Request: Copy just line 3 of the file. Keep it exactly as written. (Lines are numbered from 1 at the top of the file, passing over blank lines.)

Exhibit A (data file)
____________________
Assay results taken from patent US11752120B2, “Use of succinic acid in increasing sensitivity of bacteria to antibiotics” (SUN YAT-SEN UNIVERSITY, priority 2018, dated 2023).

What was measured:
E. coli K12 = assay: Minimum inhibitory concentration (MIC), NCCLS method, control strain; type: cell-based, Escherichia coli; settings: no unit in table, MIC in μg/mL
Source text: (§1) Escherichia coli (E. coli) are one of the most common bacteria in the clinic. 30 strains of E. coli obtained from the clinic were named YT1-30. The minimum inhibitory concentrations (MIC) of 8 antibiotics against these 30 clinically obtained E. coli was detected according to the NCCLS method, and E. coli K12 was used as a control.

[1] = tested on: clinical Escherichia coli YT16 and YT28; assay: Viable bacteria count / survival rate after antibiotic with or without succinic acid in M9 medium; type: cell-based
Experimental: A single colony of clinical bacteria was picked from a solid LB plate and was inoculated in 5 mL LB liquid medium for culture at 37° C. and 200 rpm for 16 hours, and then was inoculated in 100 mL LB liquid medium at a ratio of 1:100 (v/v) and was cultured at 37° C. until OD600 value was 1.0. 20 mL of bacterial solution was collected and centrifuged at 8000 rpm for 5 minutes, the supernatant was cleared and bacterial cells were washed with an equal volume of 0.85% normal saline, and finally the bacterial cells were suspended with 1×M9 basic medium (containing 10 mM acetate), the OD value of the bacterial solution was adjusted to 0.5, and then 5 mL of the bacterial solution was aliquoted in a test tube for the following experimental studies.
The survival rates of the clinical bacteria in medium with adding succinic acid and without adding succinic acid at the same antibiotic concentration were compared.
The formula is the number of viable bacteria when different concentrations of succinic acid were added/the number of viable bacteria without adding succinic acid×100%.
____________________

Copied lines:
E. coli K12 = assay: Minimum inhibitory concentration (MIC), NCCLS method, control strain; type: cell-based, Escherichia coli; settings: no unit in table, MIC in μg/mL